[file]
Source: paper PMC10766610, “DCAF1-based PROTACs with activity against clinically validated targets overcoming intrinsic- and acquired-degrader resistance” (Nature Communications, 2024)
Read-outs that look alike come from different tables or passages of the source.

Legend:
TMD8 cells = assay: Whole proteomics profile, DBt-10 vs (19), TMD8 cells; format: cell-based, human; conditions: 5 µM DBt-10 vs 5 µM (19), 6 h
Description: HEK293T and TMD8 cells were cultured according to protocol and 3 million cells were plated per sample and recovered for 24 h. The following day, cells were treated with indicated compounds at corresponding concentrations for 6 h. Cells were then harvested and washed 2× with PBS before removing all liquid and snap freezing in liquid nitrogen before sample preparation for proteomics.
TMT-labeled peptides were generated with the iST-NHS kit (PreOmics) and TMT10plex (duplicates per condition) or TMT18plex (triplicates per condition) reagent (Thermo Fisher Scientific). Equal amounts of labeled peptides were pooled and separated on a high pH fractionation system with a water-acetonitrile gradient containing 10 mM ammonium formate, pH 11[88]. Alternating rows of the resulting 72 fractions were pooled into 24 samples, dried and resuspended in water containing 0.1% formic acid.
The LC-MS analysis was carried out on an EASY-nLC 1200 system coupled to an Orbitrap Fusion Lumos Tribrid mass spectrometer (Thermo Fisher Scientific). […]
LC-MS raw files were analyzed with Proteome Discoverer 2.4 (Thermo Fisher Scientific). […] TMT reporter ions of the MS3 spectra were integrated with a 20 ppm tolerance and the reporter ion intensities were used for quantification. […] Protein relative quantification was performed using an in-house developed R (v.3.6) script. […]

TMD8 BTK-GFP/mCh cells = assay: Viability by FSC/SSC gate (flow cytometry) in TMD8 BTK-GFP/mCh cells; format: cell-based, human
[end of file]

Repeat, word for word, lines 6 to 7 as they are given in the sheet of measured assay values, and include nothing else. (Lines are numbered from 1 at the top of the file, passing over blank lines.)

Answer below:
TMT-labeled peptides were generated with the iST-NHS kit (PreOmics) and TMT10plex (duplicates per condition) or TMT18plex (triplicates per condition) reagent (Thermo Fisher Scientific). Equal amounts of labeled peptides were pooled and separated on a high pH fractionation system with a water-acetonitrile gradient containing 10 mM ammonium formate, pH 11[88]. Alternating rows of the resulting 72 fractions were pooled into 24 samples, dried and resuspended in water containing 0.1% formic acid.
The LC-MS analysis was carried out on an EASY-nLC 1200 system coupled to an Orbitrap Fusion Lumos Tribrid mass spectrometer (Thermo Fisher Scientific). […]